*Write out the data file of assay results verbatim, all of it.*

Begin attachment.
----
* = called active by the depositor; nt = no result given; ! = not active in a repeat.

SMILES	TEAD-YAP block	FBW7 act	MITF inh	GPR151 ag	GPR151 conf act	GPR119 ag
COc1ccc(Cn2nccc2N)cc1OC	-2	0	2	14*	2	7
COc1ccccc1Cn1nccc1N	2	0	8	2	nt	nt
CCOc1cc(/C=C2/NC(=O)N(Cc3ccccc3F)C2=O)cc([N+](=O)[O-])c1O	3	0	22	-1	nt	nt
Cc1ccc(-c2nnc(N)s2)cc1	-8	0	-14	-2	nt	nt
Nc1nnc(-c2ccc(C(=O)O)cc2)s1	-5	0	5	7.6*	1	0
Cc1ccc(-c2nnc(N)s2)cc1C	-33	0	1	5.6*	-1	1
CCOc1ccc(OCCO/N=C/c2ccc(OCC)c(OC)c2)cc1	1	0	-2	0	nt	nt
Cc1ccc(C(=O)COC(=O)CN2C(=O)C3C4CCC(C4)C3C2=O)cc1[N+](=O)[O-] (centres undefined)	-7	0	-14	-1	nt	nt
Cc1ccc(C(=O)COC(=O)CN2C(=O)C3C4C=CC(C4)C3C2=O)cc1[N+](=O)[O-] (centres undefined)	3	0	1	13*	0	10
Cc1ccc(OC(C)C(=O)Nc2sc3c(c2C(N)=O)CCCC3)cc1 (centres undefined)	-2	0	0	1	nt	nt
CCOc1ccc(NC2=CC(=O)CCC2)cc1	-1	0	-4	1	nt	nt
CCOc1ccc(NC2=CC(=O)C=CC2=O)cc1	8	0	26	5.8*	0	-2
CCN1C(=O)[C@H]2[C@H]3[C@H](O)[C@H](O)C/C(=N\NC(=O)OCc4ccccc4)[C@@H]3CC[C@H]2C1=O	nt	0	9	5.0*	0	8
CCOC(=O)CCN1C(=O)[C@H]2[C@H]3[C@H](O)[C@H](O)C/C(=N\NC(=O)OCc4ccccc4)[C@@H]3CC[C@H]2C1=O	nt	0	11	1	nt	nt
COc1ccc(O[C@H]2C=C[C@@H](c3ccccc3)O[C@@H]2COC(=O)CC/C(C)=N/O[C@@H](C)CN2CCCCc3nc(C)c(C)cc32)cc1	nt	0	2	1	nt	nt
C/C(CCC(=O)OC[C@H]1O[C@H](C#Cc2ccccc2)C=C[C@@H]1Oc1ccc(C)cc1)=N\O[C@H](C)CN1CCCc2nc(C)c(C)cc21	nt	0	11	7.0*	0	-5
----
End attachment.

* = called active by the depositor; nt = no result given; ! = not active in a repeat.

SMILES	TEAD-YAP block	FBW7 act	MITF inh	GPR151 ag	GPR151 conf act	GPR119 ag
COc1ccc(Cn2nccc2N)cc1OC	-2	0	2	14*	2	7
COc1ccccc1Cn1nccc1N	2	0	8	2	nt	nt
CCOc1cc(/C=C2/NC(=O)N(Cc3ccccc3F)C2=O)cc([N+](=O)[O-])c1O	3	0	22	-1	nt	nt
Cc1ccc(-c2nnc(N)s2)cc1	-8	0	-14	-2	nt	nt
Nc1nnc(-c2ccc(C(=O)O)cc2)s1	-5	0	5	7.6*	1	0
Cc1ccc(-c2nnc(N)s2)cc1C	-33	0	1	5.6*	-1	1
CCOc1ccc(OCCO/N=C/c2ccc(OCC)c(OC)c2)cc1	1	0	-2	0	nt	nt
Cc1ccc(C(=O)COC(=O)CN2C(=O)C3C4CCC(C4)C3C2=O)cc1[N+](=O)[O-] (centres undefined)	-7	0	-14	-1	nt	nt
Cc1ccc(C(=O)COC(=O)CN2C(=O)C3C4C=CC(C4)C3C2=O)cc1[N+](=O)[O-] (centres undefined)	3	0	1	13*	0	10
Cc1ccc(OC(C)C(=O)Nc2sc3c(c2C(N)=O)CCCC3)cc1 (centres undefined)	-2	0	0	1	nt	nt
CCOc1ccc(NC2=CC(=O)CCC2)cc1	-1	0	-4	1	nt	nt
CCOc1ccc(NC2=CC(=O)C=CC2=O)cc1	8	0	26	5.8*	0	-2
CCN1C(=O)[C@H]2[C@H]3[C@H](O)[C@H](O)C/C(=N\NC(=O)OCc4ccccc4)[C@@H]3CC[C@H]2C1=O	nt	0	9	5.0*	0	8
CCOC(=O)CCN1C(=O)[C@H]2[C@H]3[C@H](O)[C@H](O)C/C(=N\NC(=O)OCc4ccccc4)[C@@H]3CC[C@H]2C1=O	nt	0	11	1	nt	nt
COc1ccc(O[C@H]2C=C[C@@H](c3ccccc3)O[C@@H]2COC(=O)CC/C(C)=N/O[C@@H](C)CN2CCCCc3nc(C)c(C)cc32)cc1	nt	0	2	1	nt	nt
C/C(CCC(=O)OC[C@H]1O[C@H](C#Cc2ccccc2)C=C[C@@H]1Oc1ccc(C)cc1)=N\O[C@H](C)CN1CCCc2nc(C)c(C)cc21	nt	0	11	7.0*	0	-5